Democrats are even going as far as suggesting to turn Ocasio-Cortez into a ‘One-Term Congressperson.’

Democratic socialist freshman Rep. Alexandria Ocasio-Cortez (NY) has definitely made her presence known among her colleagues in her few short weeks on Capitol Hill — and that’s not entirely a good thing, according to recent reports.

After taking out an incumbent Democrat who many believed would follow Nancy Pelosi as Democratic House Speaker, Ocasio-Cortez has announced to the world that she has partnered with far-left progressive group Justice Democrats, whose sole focus is primarying establishment Democrats who aren’t sufficiently liberal or “representative” of the Democrats’ increasingly “diverse” base.

“We as Justice Democrats have the chance to really transform the Democratic Party running in competitive primary elections in Democratic-held seats,” one of the group’s leaders said in a recent promotional video for their campaign to primary Democrat incumbents. “One of the important things that gets told in order to like settle us down is, ‘I agree with you. We have the same goals,”’ Ocasio-Cortez added. “It’s great that everyone thinks these issues are important. We need to make them urgent.” That “urgency” requires new faces and voices, like hers, ready to make radical changes now — which means ousting insufficiently radical incumbent Democrats.

According to The Hill, Ocasio-Cortez’s open call for more radical candidates to take out her fellow Democrats has “infuriated” her colleagues, some of whom are already floating the idea of finding a primary challenger who can make the youngest woman to ever be elected to Congress a “one-term congressperson.”

“At least one House Democrat has been privately urging members of the New York delegation to recruit a local politician from the Bronx or Queens to challenge Ocasio-Cortez,” The Hill’s Scott Wong reports.

“What I have recommended to the New York delegation is that you find her a primary opponent and make her a one-term congressperson,” the Democratic lawmaker told the outlet on condition of anonymity. “You’ve got numerous council people and state legislators who’ve been waiting 20 years for that seat. I’m sure they can find numerous people who want that seat in that district.”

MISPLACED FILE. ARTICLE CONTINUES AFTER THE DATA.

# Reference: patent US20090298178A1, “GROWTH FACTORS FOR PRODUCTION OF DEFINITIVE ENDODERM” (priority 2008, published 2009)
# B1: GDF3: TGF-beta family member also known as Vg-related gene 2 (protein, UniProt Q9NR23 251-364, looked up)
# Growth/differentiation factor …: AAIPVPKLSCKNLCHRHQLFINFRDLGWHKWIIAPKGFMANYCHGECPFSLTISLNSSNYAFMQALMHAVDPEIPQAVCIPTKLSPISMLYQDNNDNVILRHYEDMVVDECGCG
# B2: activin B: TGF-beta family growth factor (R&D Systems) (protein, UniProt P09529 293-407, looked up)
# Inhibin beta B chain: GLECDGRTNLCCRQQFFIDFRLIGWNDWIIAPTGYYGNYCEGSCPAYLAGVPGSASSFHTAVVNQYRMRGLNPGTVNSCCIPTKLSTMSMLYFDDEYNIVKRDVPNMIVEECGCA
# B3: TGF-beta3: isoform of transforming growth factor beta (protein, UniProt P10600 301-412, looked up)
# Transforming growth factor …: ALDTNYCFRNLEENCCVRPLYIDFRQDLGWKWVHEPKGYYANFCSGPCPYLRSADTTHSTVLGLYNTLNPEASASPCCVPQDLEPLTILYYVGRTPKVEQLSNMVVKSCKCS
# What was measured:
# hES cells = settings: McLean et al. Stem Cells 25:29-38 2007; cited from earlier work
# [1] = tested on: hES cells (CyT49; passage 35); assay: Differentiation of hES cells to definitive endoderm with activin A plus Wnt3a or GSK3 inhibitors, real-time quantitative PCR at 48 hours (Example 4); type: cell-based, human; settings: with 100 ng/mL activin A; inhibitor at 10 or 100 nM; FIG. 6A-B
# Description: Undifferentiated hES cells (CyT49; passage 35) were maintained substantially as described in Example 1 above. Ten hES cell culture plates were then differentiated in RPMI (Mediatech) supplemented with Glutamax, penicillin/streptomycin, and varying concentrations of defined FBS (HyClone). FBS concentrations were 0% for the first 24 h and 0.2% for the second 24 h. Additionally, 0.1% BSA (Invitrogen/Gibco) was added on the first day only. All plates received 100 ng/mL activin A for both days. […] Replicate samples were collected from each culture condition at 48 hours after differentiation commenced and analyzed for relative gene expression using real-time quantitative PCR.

Wong reports that among those who have begun to look sideways at the freshman representative are “many” Congressional Black Caucus members. “Many New York and Congressional Black Caucus lawmakers were also furious with Ocasio-Cortez after a recent Politico report stated she and the grass-roots group aligned with her, Justice Democrats, were considering backing a primary challenge to fellow New York Democrat Hakeem Jeffries, a Black Caucus member and establishment insider who succeeded Crowley as caucus chairman,” Wong writes.

However, Ocasio-Cortez and the Justice Democrats deny the claims in Politico’s report.

For now, reports Wong, her fellow Democrats are playing nice, at least on the surface. Black Caucus member Rep. Gregory Meeks’ (NY) public comments on the newly elected congresswoman demonstrate the kind of skepticism underlying his and his colleagues’ approach to AOC.

“We are going to see what happens,” Meeks said in an interview. Though he said he is giving her “the benefit of the doubt” and “the presumption of innocence,” he made clear that she’ll only continue to get that if she is a “team player.” “I can only tell you that the times I’ve spoken to her, and at the times she’s been at the New York delegation meetings, she’s been cooperative and wants to be a team player,” he said. “That’s what she said, so you gotta take her at her word until something changes.”

She’s also reportedly angered some among the Congressional Hispanic Caucus with her plan to help the Justice Democrats take out centrist incumbent Dem. Henry Cuellar (TX). “We’re going to protect our members and we’re going to protect our own. Full stop,” said former Hispanic Caucus whip Rep. Pete Aguilar (CA), Wong notes. “There are plenty of [swing] races and seats that we can play in, and we want to devote our resources to that.”

Others have expressed strong doubt that the New York delegation would dare primary Ocasio-Cortez and noted that no candidate has emerged that could potentially challenge her. One insider, who stressed that the representative is “pissing off a lot of people,” suggested that Elizabeth Crowley, 41, the cousin of the man she took out in the primary, might be a possibility.